Artist passes on joy of anime and manga to Lima students

LIMA — School may be out, but for some local students following their passion, the excitement of learning is just beginning.

That’s what took place at ArtSpace/Lima’s Anime and Manga Camp this week, where artist Bryan Moss taught participants the basics of the artforms coming from Japan.

“The cool thing about this camp, because we did one last year too, is that a lot of these students are returning, so it builds up like a narrative,” Moss said. “And then with the new artists that are here for the program, it allows them to feel more comfortable. So I think it’s a really cool balance between last year and this year, and I really like it.”

Moss, who works as a painter, illustrator and comic book/graphic novel artist, said he got the idea when he traveled to Japan for a month two weeks ago and brought back materials such as paper, ink and deleters specific to creating manga, a style of Japanese comic books and graphic novels.

“To be able to bring something from Japan that I picked up and learned and bring that back to Lima is very visceral for me and exciting,” he said. “It makes me consider and think about the art differently because now there’s a shared language between going to Japan and learning how to create manga there and bringing it back. And now the kids get to experience that too. It’s giving me goosebumps to think about how proud I am of it and the excitement the kids have for the art.”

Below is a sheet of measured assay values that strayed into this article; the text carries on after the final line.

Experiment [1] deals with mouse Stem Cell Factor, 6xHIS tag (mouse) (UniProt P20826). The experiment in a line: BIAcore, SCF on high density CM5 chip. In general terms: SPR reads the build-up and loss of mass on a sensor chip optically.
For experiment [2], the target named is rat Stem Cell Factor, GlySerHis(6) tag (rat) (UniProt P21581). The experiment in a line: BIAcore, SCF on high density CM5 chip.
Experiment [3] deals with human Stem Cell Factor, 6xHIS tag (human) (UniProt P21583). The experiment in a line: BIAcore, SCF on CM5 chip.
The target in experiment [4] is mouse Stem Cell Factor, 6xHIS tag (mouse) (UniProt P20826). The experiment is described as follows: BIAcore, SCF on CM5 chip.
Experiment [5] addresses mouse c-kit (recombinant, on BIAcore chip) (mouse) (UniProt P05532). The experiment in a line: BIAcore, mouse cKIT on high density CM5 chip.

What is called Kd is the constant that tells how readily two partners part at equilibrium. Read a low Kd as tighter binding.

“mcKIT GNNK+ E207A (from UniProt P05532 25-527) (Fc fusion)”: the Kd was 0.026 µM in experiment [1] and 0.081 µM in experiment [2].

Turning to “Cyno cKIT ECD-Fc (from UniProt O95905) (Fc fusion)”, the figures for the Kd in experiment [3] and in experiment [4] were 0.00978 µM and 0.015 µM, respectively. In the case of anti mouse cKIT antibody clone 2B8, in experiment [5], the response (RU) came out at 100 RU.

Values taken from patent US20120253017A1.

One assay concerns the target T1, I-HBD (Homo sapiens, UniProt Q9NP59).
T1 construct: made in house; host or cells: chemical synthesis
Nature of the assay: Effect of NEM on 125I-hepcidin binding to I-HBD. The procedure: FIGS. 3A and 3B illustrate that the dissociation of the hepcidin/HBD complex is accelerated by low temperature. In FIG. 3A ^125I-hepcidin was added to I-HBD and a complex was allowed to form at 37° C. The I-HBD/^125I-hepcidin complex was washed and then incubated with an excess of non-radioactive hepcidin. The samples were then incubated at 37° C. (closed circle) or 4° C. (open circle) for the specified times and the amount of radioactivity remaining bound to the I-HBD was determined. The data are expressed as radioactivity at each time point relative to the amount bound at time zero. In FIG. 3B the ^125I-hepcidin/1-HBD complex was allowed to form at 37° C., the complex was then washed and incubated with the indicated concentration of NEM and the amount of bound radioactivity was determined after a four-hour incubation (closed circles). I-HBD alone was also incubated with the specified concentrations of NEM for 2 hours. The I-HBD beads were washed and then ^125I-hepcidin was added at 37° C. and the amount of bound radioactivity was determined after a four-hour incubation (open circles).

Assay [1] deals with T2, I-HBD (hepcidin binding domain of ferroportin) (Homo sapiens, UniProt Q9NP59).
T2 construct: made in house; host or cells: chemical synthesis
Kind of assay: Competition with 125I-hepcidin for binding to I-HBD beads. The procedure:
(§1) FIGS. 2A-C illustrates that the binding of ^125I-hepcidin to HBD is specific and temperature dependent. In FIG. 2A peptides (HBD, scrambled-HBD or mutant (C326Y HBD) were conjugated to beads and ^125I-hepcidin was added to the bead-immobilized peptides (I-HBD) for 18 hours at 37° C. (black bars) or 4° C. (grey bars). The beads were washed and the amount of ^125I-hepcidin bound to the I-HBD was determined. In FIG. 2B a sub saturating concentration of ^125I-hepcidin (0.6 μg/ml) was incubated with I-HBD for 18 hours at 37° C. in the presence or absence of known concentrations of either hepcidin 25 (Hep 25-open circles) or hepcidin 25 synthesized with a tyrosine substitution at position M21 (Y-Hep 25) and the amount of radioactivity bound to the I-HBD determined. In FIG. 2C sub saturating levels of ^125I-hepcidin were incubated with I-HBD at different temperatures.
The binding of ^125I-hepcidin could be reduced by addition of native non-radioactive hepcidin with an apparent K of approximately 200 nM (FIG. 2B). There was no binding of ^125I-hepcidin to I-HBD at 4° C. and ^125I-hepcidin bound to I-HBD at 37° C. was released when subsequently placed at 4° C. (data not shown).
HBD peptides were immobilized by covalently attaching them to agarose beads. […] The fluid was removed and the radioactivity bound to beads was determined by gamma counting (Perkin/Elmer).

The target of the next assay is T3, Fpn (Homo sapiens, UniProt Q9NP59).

The camp only lasted one week, but Moss was quickly impressed with the results the students got from going outside of their comfort zone.

“One student was doing something all color-based, and I taught him how to use the deleters, and now his whole comic will be done in that style,” Moss said. “That’s all because of the supplies I brought from Japan. And his cousin who is in Lima’s sister city, Harima-Cho, Japan, is actually picking up art supplies to bring back to him.”

Moss said that he has high hopes for the future of the camp.

“My goal is to see returning students and new students keep coming in so that the kids can teach each other, as opposed to relying on the teacher to do all of that work,” he said. “If you’re able to do that, it means that as an educator, it means they’ve learned it, and their comprehension is at 80 to 90%. And those are the outcomes I look for with students.”

And if kids are interested in creating anime or manga art on their own, Moss had a few recommendations.

“I would say draw a picture every day,” he said, “and learn a different technique through YouTube, which is a really good platform for kids to learn from. You start off with things that are fun and that you enjoy and then you challenge yourself as an artist.”

For more information on ArtSpace programs, call Sally Windle at 419-222-1721.

Moss’ art has been featured all over the world, and his first solo exhibition “About Time: The Art of Bryan Moss” premiered at the Columbus Museum of Art last year.

Reach Jacob Espinosa at 567-242-0399.